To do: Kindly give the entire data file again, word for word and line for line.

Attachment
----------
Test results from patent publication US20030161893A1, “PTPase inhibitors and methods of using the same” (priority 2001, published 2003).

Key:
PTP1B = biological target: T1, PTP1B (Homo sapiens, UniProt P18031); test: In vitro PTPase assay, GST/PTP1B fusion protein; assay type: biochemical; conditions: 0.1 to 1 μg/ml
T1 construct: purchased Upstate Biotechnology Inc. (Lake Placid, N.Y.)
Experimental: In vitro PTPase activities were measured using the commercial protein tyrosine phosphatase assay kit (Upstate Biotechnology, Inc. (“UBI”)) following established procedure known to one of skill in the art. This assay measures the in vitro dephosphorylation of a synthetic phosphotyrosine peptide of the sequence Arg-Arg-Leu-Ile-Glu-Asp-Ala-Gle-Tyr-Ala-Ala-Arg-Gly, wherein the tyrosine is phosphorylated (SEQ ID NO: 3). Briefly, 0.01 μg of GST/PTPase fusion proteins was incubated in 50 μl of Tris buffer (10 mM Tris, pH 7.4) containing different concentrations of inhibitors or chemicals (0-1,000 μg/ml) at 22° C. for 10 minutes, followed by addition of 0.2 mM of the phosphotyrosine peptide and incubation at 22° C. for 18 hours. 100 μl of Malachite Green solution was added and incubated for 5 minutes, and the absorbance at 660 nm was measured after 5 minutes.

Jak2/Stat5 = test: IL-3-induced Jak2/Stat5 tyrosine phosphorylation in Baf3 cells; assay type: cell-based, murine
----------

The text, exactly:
Test results from patent publication US20030161893A1, “PTPase inhibitors and methods of using the same” (priority 2001, published 2003).

Key:
PTP1B = biological target: T1, PTP1B (Homo sapiens, UniProt P18031); test: In vitro PTPase assay, GST/PTP1B fusion protein; assay type: biochemical; conditions: 0.1 to 1 μg/ml
T1 construct: purchased Upstate Biotechnology Inc. (Lake Placid, N.Y.)
Experimental: In vitro PTPase activities were measured using the commercial protein tyrosine phosphatase assay kit (Upstate Biotechnology, Inc. (“UBI”)) following established procedure known to one of skill in the art. This assay measures the in vitro dephosphorylation of a synthetic phosphotyrosine peptide of the sequence Arg-Arg-Leu-Ile-Glu-Asp-Ala-Gle-Tyr-Ala-Ala-Arg-Gly, wherein the tyrosine is phosphorylated (SEQ ID NO: 3). Briefly, 0.01 μg of GST/PTPase fusion proteins was incubated in 50 μl of Tris buffer (10 mM Tris, pH 7.4) containing different concentrations of inhibitors or chemicals (0-1,000 μg/ml) at 22° C. for 10 minutes, followed by addition of 0.2 mM of the phosphotyrosine peptide and incubation at 22° C. for 18 hours. 100 μl of Malachite Green solution was added and incubated for 5 minutes, and the absorbance at 660 nm was measured after 5 minutes.

Jak2/Stat5 = test: IL-3-induced Jak2/Stat5 tyrosine phosphorylation in Baf3 cells; assay type: cell-based, murine